The Washington Post today previews the Consumer Product Safety Commission’s new product safety database in a page one story, “U.S. opening product safety records to public.”
[Major] manufacturing and industry groups have raised concerns about the public database, saying it may be filled with fictitious slams against their brands. Competitors or others with political motives could post inaccurate claims, business leaders say, and the agency will not be able to investigate most of the complaints.
Arguing that this could present a new burden in an already difficult economic environment, they are working behind the scenes to delay or revamp the project.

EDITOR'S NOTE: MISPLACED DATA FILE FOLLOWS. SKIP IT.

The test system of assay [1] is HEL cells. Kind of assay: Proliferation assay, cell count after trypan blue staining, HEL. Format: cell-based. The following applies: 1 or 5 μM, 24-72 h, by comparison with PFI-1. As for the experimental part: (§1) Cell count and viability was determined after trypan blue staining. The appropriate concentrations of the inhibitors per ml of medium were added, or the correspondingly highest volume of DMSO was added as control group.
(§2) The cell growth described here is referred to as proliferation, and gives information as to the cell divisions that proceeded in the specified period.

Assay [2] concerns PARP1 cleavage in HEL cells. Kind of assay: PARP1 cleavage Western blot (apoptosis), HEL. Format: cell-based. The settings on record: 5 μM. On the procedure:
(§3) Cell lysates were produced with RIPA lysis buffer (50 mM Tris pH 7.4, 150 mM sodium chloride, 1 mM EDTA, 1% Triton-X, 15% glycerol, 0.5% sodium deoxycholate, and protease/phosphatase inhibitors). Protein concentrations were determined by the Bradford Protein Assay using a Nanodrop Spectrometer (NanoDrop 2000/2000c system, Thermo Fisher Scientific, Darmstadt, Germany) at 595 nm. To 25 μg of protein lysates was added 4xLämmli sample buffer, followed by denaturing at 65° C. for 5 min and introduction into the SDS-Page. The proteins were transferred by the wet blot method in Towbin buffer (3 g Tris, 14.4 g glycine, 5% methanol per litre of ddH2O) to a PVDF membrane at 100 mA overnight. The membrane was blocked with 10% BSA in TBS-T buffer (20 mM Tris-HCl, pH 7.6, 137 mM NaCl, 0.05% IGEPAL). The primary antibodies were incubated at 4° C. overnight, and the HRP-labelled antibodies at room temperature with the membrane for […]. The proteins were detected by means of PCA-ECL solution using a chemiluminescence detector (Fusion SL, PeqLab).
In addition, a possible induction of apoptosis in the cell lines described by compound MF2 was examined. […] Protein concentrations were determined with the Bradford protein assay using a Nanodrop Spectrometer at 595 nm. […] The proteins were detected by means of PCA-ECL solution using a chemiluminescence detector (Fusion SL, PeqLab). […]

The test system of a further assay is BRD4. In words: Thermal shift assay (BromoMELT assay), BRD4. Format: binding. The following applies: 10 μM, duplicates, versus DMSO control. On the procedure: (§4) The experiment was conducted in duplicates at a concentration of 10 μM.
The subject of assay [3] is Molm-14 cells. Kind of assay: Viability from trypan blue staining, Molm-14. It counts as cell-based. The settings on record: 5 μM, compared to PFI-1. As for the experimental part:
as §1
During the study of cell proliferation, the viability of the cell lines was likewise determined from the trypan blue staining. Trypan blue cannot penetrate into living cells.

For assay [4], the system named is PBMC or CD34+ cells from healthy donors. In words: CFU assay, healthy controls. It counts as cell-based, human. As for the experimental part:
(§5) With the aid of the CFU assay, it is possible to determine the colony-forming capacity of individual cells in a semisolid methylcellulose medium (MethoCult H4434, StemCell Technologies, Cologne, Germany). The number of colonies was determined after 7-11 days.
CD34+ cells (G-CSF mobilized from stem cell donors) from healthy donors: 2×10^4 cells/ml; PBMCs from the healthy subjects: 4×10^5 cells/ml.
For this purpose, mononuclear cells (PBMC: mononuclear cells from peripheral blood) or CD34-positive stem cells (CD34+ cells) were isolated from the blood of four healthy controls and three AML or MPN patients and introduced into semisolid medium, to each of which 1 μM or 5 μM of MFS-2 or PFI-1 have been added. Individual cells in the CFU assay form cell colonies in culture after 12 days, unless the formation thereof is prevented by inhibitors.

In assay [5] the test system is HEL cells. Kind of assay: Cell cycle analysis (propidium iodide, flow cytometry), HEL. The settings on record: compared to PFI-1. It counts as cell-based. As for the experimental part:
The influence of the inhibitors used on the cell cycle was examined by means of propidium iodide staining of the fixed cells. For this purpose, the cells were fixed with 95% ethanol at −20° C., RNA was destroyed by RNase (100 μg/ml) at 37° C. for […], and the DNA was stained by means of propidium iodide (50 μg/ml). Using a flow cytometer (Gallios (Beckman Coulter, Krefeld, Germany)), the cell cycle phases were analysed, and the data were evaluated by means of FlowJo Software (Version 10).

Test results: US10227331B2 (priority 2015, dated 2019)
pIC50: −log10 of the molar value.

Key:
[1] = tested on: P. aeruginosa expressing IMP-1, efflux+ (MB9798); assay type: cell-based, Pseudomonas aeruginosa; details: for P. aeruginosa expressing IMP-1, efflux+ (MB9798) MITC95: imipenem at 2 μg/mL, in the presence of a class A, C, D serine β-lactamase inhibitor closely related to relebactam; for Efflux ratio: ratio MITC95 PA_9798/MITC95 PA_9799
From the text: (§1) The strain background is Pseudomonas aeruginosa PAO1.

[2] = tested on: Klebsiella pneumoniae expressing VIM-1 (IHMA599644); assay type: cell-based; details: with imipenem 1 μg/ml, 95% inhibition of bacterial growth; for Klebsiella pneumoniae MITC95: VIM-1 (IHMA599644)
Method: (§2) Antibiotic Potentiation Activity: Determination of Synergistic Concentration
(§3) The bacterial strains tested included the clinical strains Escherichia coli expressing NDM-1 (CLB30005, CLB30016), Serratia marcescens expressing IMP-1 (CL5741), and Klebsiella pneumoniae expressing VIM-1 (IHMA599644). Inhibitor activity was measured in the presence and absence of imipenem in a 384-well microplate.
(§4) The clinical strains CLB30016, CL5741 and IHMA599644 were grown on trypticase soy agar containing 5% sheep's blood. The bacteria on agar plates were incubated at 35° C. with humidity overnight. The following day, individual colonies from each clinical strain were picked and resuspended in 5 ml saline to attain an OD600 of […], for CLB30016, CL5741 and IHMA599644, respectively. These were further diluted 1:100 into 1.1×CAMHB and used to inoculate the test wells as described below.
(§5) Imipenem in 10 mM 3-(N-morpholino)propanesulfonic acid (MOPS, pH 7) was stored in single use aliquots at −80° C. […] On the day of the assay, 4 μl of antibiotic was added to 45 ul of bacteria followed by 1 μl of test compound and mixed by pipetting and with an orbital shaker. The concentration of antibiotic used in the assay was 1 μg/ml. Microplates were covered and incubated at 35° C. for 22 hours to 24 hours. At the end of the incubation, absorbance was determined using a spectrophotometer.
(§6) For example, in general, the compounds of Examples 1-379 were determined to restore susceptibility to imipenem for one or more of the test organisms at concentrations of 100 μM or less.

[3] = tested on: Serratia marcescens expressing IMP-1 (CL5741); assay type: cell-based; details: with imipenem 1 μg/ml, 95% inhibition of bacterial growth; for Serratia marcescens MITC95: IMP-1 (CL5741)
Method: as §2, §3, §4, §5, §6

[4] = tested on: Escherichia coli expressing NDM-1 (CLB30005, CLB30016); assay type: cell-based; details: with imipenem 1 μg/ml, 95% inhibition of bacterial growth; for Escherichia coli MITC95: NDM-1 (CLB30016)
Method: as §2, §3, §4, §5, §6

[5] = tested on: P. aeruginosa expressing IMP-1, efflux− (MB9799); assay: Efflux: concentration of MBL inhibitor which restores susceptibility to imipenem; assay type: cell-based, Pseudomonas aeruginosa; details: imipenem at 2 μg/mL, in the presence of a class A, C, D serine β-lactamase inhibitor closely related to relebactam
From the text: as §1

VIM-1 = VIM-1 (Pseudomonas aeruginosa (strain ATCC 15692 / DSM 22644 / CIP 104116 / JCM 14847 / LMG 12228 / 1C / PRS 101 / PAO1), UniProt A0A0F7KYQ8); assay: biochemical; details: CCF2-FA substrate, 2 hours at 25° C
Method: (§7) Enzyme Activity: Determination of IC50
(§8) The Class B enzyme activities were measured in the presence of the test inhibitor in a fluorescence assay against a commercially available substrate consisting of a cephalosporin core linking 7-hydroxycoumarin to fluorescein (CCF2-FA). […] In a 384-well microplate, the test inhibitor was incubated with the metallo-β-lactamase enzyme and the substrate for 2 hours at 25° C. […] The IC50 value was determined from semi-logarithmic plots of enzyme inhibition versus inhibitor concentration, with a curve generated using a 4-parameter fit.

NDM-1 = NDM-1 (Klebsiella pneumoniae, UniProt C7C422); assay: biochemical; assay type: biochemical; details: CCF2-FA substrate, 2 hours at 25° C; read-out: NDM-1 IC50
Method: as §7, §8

“We’re not opposed to a database,” said Rosario Palmieri, vice president of the National Association of Manufacturers. “We’re opposed to a database that’s full of inaccurate information.”
It’s a page one story. If only the Consumer Product Safety Improvement Act, which created the database, had received such a thorough journalistic examination when Congress was considering it. The NAM certainly made its objections known.
The CPSC’s web conference on the database begins at 10:30 a.m. on Tuesday. Details.
Latest posts by Carter Wood (see all)
- Farewell from a Blogger - May 25, 2011
- Activist Ignore Evidence to Back Shakedown Suit Against Chevron - May 25, 2011
- More than a Lawsuit: A Circle of Political Pressure Against Chevron - May 25, 2011